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Dream city Dholera SIR may become even more flood prone due to urbanisation

By Rajiv Shah 
The new environment impact assessment report proposed for the development of Dholera special investment region, being planned as a “dream city” by the Gujarat government, admits that the area where the new industrial township is being planned is flat, low lying and is prone to flood, and things may aggravate in case of urbanization. 
The new draft report, “Environmental Impact Assessment (EIA) of Dholera Special Investment Region (DSIR) in Gujarat”, prepared by SENES Consultants India Pvt Ltd, for the Delhi Mumbai Industrial Corridor Development Corporation, New Delhi, for environmental public hearing slated on January 3, 2013, has identified “flooding from inundation by the sea and from seasonal monsoon rains” as one of two most important problems to be reckoned with while developing the area. The other problem is that of seismicity. The DSIR is to be developed south of Ahmedabad city on a 900 square kilometer area as a modern industrial township with a population of 20 lakh in three decades. Giving reason for being flood prone, the report frankly admits, “The terrain profile of DSIR is flat and low lying.”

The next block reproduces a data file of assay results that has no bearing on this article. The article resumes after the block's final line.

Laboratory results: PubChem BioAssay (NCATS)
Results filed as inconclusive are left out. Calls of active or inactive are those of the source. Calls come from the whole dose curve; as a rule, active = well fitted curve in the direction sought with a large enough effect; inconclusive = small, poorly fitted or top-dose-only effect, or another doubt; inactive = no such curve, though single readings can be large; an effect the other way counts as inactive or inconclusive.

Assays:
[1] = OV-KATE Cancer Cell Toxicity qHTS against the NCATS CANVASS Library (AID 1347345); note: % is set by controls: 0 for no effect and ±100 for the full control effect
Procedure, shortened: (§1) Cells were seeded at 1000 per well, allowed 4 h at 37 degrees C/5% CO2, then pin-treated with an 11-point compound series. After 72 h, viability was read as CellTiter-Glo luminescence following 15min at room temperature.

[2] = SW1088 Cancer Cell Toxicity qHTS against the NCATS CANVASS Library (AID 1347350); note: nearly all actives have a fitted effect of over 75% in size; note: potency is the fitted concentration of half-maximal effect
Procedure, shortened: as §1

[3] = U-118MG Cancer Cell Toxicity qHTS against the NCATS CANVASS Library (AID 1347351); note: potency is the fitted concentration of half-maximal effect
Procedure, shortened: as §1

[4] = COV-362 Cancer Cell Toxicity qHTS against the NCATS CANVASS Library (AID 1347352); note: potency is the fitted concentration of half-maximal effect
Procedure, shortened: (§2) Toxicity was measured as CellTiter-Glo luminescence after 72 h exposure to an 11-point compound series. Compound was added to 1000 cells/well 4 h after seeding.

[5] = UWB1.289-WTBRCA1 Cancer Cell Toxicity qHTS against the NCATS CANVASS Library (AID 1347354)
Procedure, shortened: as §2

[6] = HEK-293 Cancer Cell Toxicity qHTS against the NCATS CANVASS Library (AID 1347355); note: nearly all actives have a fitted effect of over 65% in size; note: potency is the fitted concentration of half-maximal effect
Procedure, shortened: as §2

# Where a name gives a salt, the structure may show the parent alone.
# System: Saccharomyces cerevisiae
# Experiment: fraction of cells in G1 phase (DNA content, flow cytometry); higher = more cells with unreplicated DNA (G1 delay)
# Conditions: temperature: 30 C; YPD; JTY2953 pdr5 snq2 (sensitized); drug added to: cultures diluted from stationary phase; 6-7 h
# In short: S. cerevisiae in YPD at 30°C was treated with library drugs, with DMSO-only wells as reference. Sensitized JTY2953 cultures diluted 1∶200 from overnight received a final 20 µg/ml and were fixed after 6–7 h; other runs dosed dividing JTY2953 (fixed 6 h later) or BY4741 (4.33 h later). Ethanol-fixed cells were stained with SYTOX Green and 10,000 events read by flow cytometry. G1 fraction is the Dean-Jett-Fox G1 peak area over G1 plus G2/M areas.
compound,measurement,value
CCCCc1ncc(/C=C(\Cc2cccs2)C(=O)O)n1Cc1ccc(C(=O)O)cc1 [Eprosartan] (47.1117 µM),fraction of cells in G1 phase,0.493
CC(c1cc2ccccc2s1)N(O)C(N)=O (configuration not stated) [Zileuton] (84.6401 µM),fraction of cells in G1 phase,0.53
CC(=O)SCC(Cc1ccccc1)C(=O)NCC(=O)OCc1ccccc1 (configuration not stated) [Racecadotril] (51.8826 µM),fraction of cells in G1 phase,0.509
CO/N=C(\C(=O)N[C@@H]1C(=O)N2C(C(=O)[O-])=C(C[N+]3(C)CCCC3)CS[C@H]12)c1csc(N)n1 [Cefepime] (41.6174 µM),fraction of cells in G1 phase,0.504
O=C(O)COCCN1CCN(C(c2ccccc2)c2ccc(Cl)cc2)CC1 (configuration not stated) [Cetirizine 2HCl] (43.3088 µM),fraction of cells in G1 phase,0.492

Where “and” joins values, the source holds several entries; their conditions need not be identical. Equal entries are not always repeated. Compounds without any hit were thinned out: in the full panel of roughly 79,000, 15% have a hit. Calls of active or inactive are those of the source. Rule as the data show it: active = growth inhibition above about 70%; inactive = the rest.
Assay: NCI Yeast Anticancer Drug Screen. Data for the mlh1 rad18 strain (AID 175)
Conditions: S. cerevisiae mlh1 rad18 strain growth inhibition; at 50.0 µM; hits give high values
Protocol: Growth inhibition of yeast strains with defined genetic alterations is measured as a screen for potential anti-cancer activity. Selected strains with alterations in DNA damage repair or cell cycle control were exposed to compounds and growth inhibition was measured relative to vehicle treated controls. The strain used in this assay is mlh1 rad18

The report has warned, “This problem (of flooding) could be directly enhanced by urbanization, resulting in increase in the area of impervious surfaces and indirectly by global warming and consequent sea level rises.” Hence, it has stressed on the need for “planning for the risk of flooding” so that the impact of a natural calamity is minimized on “life and property of neighboring communities.” One of the steps required for flood management of rivers in the DSIR, it says, would have ensure that they are “dredged and de‐silted to ensure rapid dispersal of flood waters.” Further, it would necessary to “construct bunds which will be connected to river channels”, which would “prevent the flood water from destroying crops and property, whether flooding is from seasonal rains or from the sea water inundation.”